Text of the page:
Banks made greater profits per customer than any other major business sector last year, research by Group 1 Software has revealed.
Per-customer profits leapt to £75 in 2005, 13 per cent up on the 2004 figure of £66.20, with much of the gains coming from penalty fees on credit cards and current accounts.
The profits outstripped those made by the utilities industry (£59.10), retailers, (£50.90), mobile phones (£39.40) and insurers (£35.10).
The research has been released as UK banks are due to post their first-half figures, with HSBC revealing profits up 18 per cent and HBOS up 17 per cent.
The study is certain to re-ignite rows over penalty fees, with banks threatening to withdraw free banking facilities if they are forced to cut the punitive charges.
Banking analyst James Hamilton of West LB said that the figures could be misleading with much profit coming from investment while high street gains were being squeezed.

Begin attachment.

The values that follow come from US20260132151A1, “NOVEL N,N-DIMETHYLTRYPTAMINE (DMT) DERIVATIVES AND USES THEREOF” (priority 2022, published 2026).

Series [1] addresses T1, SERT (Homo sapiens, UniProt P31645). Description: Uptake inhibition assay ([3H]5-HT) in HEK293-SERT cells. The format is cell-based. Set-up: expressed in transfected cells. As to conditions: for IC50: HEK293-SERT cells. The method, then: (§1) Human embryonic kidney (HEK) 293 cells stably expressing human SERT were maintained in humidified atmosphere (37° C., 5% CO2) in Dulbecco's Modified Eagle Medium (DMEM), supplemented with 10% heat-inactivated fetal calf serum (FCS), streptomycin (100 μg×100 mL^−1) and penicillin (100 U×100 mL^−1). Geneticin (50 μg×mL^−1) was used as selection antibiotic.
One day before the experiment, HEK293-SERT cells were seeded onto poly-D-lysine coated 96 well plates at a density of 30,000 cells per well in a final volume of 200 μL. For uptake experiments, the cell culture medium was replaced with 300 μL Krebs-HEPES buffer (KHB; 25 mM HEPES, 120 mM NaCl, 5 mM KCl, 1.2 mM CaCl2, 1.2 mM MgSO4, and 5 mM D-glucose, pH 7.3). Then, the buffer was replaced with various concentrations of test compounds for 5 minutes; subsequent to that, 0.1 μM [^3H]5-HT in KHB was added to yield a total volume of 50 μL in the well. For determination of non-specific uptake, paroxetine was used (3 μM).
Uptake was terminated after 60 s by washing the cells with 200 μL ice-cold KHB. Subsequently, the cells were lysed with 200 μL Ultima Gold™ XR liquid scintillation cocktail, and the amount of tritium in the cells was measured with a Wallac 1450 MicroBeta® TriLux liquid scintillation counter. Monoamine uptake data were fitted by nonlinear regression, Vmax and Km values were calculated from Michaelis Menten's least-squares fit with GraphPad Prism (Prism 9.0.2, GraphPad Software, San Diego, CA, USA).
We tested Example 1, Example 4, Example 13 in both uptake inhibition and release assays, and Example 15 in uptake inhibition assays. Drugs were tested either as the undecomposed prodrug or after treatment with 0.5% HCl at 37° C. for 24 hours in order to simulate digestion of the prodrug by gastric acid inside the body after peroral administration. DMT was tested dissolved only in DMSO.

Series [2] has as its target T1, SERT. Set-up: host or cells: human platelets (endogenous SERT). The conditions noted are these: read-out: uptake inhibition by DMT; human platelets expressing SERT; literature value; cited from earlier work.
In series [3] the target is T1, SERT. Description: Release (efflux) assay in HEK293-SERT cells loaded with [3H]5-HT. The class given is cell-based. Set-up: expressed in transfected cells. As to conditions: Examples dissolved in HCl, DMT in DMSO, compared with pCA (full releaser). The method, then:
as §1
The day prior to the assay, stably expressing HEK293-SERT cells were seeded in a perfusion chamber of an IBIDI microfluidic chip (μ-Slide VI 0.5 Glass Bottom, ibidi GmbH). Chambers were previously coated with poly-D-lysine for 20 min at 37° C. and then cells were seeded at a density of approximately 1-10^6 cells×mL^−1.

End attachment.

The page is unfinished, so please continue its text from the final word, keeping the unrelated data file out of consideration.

“In fact margins are being compressed in UK customer banking,” Mr West told the BBC.
“Business has declined at things like Barclaycard – we’ve got to wait for Barclays’ results, but I suspect business will be down again,” he added.
Banks were recently forced to cut the penalty fees they levy on credit cards after the Office of Fair Trading threatened legal action.
They said that they would have to do so at the expense of best rates, however.
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